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Red Hen Press
In Bone Light, Orlando White's debut volume, he explores the English language from a Diné (Navajo) perspective. He invites us to imagine that we, as a people—all people in this imaginary country called the United States—are speaking an Indigenous language and that the English language exists merely as a remnant of the colonial past. Despite its tenuous existence in this re-imagined present, English remains a danger to Indigenous thought, as it threatens to impose an alien worldview through its vocabulary and syntactical maneuvers. Historically, English was used by non-Natives to document Indigenous cultures; against this historical backdrop, White also writes to document, but he works to create something more beautiful than harmful. He does not attempt a critique of the English language; he works with it and against it to gain a better understanding of its peculiarities and limits, creating a relationship through these sometimes humorous, sometimes irreverent acts of exploration. Throughout Bone Light, Orlando White approaches the English language as if he has just encountered it, as if it were a mysterious set of symbols. Focusing on the particles of the language, the punctuation marks, the letters, the spaces between words, he turns them a while in his hand like strange inexplicable artifacts from a lost world, then sets to work, refashioning them into something he can use.
Books would seem to be one thing, and rough business another—except that the life of Tullio Pironti has brought both together. This mover and shaker in Italian arts and publishing began as a scuffling street kid in Naples, then enjoyed a boxing career that included two trips to the nationals, and only after that entered the book business. Yet in the decades that followed, he ended up working with the likes of the Nobel Prize-winner Naguib Mahfuz and the Maestro of Italian film, Federico Fellini. Not surprisingly, then, Pironti’s memoir won wide attention in his home country, with more than 100 notices. Before anything else, the young Pironti had to survive a war. His memoir begins with a refugee experience, as he and his family are driven out of their homes in downtown Naples by the American bombing of 1942-43. Then after the liberation, Pironti must make his way with his wits and his fists, amid a colorful array of Neapolitan street figures. His recollections of youth provide rare insight into coming of age in a culture so ancient, so full of secrets. Anyone who wants to know the real Italy, and what it’s been through over the last half-century, will find Books & Rough Business a source of endless fascination. On top of that, this autobiography offers the timeless pleasures of watching a wily player work his way from next to nothing to great success, overcoming just about every kind of adversity along the way.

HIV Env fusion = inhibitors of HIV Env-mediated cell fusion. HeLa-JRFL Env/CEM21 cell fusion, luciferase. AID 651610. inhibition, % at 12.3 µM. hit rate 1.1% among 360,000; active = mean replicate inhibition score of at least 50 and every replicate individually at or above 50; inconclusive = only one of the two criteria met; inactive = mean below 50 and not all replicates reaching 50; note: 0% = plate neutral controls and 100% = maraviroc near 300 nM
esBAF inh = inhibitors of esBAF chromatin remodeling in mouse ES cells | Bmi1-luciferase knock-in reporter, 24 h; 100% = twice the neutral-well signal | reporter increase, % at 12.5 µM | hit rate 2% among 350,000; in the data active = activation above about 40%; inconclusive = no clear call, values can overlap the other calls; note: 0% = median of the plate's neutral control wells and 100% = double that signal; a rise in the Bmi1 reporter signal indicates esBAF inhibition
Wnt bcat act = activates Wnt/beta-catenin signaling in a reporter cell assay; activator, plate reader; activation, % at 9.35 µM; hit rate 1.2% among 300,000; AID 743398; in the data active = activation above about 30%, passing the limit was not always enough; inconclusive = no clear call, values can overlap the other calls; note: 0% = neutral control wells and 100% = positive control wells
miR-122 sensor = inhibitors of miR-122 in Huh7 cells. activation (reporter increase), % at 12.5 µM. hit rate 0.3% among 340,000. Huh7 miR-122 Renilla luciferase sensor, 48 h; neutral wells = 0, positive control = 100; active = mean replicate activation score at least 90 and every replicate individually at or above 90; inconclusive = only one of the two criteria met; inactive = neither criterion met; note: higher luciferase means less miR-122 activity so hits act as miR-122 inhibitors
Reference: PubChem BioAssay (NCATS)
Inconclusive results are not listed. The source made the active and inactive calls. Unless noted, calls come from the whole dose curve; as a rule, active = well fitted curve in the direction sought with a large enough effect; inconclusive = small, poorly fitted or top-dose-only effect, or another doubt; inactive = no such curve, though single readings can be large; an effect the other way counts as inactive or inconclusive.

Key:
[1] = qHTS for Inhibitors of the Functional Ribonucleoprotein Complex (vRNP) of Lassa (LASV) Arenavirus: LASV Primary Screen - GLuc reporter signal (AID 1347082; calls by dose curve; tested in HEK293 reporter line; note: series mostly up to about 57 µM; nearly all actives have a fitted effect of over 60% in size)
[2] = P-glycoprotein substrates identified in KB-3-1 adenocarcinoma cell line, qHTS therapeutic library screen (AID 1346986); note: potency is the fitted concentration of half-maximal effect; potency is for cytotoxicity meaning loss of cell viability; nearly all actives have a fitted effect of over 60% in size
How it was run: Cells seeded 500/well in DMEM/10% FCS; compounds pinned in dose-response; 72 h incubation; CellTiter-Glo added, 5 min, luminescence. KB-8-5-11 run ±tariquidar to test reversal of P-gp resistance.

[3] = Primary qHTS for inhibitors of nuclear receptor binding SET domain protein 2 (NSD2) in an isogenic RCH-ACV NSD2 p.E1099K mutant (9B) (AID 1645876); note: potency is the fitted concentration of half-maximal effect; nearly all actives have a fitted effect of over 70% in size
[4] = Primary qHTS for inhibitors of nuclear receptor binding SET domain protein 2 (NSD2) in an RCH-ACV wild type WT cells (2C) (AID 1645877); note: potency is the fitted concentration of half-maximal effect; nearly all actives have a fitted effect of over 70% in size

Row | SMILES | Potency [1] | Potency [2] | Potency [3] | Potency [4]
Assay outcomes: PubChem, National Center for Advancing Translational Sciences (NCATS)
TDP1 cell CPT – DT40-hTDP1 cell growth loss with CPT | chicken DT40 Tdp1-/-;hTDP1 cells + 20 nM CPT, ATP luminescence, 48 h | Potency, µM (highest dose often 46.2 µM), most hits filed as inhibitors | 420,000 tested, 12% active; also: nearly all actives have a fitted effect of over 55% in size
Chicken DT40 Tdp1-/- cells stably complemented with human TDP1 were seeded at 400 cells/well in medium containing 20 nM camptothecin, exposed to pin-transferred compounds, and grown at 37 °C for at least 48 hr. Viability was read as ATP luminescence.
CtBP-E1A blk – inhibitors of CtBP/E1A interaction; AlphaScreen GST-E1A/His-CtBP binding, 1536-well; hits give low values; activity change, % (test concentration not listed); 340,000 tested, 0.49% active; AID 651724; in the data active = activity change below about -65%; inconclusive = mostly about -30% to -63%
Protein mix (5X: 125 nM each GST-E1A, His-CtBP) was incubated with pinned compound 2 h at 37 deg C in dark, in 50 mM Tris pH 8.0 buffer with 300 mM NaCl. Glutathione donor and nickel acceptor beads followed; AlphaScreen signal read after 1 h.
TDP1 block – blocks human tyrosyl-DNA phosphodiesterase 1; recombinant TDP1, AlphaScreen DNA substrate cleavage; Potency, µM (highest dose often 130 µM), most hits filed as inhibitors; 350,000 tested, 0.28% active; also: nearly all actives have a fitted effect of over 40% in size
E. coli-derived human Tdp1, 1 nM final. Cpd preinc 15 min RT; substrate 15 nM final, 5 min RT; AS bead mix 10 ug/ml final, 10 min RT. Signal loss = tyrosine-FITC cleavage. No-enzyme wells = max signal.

and Other Poems
Bristol Bay is the easternmost part of the Bering Sea and the site of the largest Salmon run in the world. It is also home to some of the highest tides and roughest water on the planet. In winter, ice storms freeze the riggings of fishing boats and the added weight of the ice, if not chipped off and thrown overboard, is sufficient to sink all but the largest of boats. The working conditions are brutal and the Bay itself as unforgiving as it is lovely. If it were a town, its name would be Deadwood or Tombstone, a place where life is measured in sunrises, not years. The title poem, “Bristol Bay,” is autobiographical. Much of what is described in the poem is true and not hyperbole or metaphor. The author worked two seasons on the 420 foot floating processor, the All Alaskan, now a partially submerged wreck outside of Kodiak, Alaska, and the poem speaks to that almost apocalyptic experience. The poems in this book are thematically aligned with the title poem in that they share a willingness to explore the potentially fatal, often unknown body of the individual. Homelessness, war, the blue collar work ethic, the love of all things opposed by the hatred of one thing—mothers and fathers—all of these become touchstones through which greater awareness may be experienced as a spiritual participation in building and sustaining human communities.
In her debut poetry collection, Kelly Davio invites the reader into a world where sin is virtue and virtue is vice, where the ominous lingers just beneath the surface, and the everyday is imbued with the fantastic. In these intelligent, compassionate, and harrowing poems, Davio gives a modern voice to metaphysical tradition.
But a Storm is Blowing From Paradise emerges at a time when science is discovering more and more about the mystical particles that make up our universe and our bodies. From tidal forces and prairie burns to ruminations on racial identity while standing at the foot of Mount Rushmore, these poems chart a travelogue through mental and physical landscapes and suggest that place, time, love, and bodies are all shifts in the "undulate cosmos." Straddling the lyrical and experimental, these poems conjure and connect the cosmological, the carnal, and the personal in a country—and a universe—that is gobbling itself into oblivion. But a Storm is Blowing From Paradise is in love with the universe of language—Its forms, its sounds, and even its static.